Broadway Limited (June 13, 1941)
Released on June 13, 1941: A movie star borrows a baby to change her image, but the baby that she borrows may be the kidnapped child of a millionaire.
Directed by Gordon Douglas
Written by Rian James.
The Actors: Victor McLaglen (Mike), Marjorie Woodworth (April Germain), Dennis O'Keefe (Dr. Harvey North), Patsy Kelly (Patsy, publicity agent), Zasu Pitts (Myra, society reporter), Leonid Kinskey (Ivan, the director), George E. Stone (Lefty), Gay Ellen Dakin (the baby), Charles C. Wilson (detective), John Sheehan (conductor), Edgar Edwards (State Trooper), Eric Alden (State Trooper), Sam McDaniel (bartender), Eddie Acuff (engineer's assistant), Richard Alexander (would-be kidnapper), Ralph Brooks (reporter), George Chandler (photographer at train), Jack Chefe (passenger in dining car), James Conaty (conductor), Jack Curtis (unknown), Jack Gargan (man in club car), Bud Geary (train fireman), Gibson Gowland (cafe customer), Al Hill (henchman in cafe), Edward Keane (man reading the newspaper), George Lloyd (train engineer), Tom London (engineer), J. Farrell MacDonald (railroad line Superintendant Mulcahey), Tommy Mack (cafe customer), Edmund Mortimer (passenger in dining car), William Newell (train fireman), William H. O'Brien (engineer in Roundhouse Cafe), Frank Orth (Lew, Roundhose Cafe owner), Jack Rice (haughty reporter), Ted Stanhope (conductor and messenger), Will Stanton (cafe customer), Larry Steers (passenger in club car), Bert Stevens (passenger in club car), Charles Sullivan (tough guy), Jim Toney (cafe customer), Duke York (relief train engineer).
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There is something about young boys and trains that is special. I still miss my old Lionel train set that I got one Christmas morning when I was ten or eleven years old. We lived in Meadville, Pennsylvania at that time, and I think that when Dad moved to a congregation in Shanksville, Pennsylvania when I was about 15 years old, that well-worn train set didn't make the move with us. My very short 'bucket list' includes a long ride on an old train. Riding the railroad is something that I've never done before, and a joy that I have yet to look forward to. It doesn't matter where I go, just riding with the clackety-clack of the rails as background music will be a pleasure that I will always treasure.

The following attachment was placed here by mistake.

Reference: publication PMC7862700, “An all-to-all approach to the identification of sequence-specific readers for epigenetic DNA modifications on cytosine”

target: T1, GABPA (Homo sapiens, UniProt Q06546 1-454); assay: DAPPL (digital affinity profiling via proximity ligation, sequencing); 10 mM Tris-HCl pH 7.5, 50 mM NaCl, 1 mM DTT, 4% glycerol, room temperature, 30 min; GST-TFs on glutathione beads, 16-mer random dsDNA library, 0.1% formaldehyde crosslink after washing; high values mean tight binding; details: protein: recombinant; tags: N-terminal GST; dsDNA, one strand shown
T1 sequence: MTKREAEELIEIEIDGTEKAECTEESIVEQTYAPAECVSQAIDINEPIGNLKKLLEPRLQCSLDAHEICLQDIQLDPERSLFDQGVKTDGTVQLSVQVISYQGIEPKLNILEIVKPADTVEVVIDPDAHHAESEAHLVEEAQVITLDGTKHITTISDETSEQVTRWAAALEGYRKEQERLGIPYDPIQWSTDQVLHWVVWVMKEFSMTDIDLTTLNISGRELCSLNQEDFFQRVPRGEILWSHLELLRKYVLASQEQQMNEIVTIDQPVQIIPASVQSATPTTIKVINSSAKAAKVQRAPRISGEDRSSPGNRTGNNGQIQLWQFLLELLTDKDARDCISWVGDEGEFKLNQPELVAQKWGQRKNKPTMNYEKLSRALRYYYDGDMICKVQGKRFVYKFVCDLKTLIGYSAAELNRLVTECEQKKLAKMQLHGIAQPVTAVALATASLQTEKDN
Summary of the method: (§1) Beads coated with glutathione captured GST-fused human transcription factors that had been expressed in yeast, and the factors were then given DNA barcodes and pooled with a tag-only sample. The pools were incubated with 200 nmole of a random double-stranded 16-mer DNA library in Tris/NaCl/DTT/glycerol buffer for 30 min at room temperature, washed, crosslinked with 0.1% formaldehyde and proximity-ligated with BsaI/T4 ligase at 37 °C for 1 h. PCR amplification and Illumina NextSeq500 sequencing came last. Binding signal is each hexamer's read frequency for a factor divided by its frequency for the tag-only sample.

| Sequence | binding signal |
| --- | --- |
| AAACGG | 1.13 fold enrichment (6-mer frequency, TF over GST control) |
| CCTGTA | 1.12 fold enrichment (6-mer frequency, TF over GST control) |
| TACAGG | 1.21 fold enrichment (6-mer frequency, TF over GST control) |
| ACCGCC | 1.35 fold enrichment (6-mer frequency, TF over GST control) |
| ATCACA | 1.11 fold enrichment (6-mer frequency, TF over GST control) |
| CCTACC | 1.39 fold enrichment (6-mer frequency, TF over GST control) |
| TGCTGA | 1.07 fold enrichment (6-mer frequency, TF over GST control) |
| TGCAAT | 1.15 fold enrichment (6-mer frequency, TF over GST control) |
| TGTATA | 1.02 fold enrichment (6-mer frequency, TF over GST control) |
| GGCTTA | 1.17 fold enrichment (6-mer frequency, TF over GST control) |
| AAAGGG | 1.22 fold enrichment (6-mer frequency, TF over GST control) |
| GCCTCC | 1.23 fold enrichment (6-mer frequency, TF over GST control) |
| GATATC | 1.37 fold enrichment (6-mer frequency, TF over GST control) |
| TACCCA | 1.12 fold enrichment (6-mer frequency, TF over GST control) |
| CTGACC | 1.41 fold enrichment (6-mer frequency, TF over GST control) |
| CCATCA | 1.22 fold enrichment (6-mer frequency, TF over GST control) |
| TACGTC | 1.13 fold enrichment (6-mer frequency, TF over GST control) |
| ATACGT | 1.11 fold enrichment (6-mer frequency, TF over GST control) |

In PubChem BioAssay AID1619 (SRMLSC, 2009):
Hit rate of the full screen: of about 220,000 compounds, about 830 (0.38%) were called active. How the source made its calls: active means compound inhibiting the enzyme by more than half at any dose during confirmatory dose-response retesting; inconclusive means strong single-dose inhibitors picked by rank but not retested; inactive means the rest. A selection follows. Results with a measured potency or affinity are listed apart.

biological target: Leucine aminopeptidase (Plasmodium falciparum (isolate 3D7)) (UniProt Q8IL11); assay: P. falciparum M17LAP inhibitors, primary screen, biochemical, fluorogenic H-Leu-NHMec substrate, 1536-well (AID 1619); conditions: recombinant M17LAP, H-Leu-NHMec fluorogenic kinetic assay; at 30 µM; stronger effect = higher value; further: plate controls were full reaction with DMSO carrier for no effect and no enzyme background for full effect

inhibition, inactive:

The Broadway Limited, which made its first run in 1912, was operated by the Pennsylvania Rail Road Company, and after it went out of business, that run was continued by the Amtrak system until 1995. It ran every day from Chicago to New York City with one stop in north Philadelphia, and then back again. What glorious days those must have been. Of course, in those days I'm betting that most of the passengers didn't recognize the romance of the rails like us old codgers looking back. They probably thought little of the train ride itself, with clamoring kids asking repeatedly, 'Are we there yet?' Thinking of that makes me think about my Chevy Malibu today. I was waaaaaaaay too young to remember the 1957 Chevy, but drool over pictures and stories about it, and would relish a ride in a 1957 Chevy on a warm summer afternoon. It is the same with old trains and steam ships. Looking back we can recognize the romance of the journey that the passengers in those days never understood. Driving my Chevy on a warm summer afternoon doesn't seem to compare at all. But wait . . . fifty years from now will someone look back to this day and dream romantically about driving a 2012 Chevy? So maybe I should pause and think about the wonders of driving my Chevy down country roads this weekend, and enjoy it like it is a rare treat, because indeed, every minute that we spend in our life journey today will be looked at as a wonderous thing fifty years from now. So let's enjoy the journey we are on today, and like we used to say in the 1960's, "Stop to smell the flowers." Life is too short to race to the finish without enjoying the trip. Pop a really big bowl of white kernel popcorn with warm melted butter on it, relax and enjoy this train trip from Chicago to Philadelphia on the Broadway Limited!
Dennis O'Keefe and Leonid Kinskey
Dennis O'Keefe and Marjorie Woodworth
Dennis O'Keefe in Broadway Limited
Gay Ellen Dakin and Patsy Kelly
Gay Ellen Dakin and Victor McLaglen
Gay Ellen Dakin in Broadway Limited
George E. Stone and Al Hill in Broadway Limited
George E. Stone in Broadway Limited
J. Farrell MacDonald and Victor McLaglen
Leonid Kinskey in Broadway Limited
Leonid Kinskey and Gay Ellen Dakin
Leonid Kinskey and Patsy Kelly in Broadway Limited
Leonid Kinskey and Patsy Kelly, 1941
Leonid Kinskey and Zasu Pitts in Broadway Limited
Leonid Kinskey, 1941
Marjorie Woodworth, Dennis O'Keefe and Gay Ellen Dakin
Patsy Kelly, Leonid Kinskey and Marjorie Woodworth
Patsy Kelly and Leonid Kinskey
Patsy Kelly and Marjorie Woodworth
Patsy Kelly and Zasu Pitts listening to Renfrew on the radio
Patsy Kelly in Broadway Limites
Victor McLaglen and Al Hill in the Roundhouse Cafe
Victor McLaglen and Dennis O'Keefe in Broadway Limited
Victor McLaglen and J. Farrell MacDonald
Victor McLaglen on the phone
Victor McLaglen in 1941
Zasu Pitts in Broadway Limited, 1941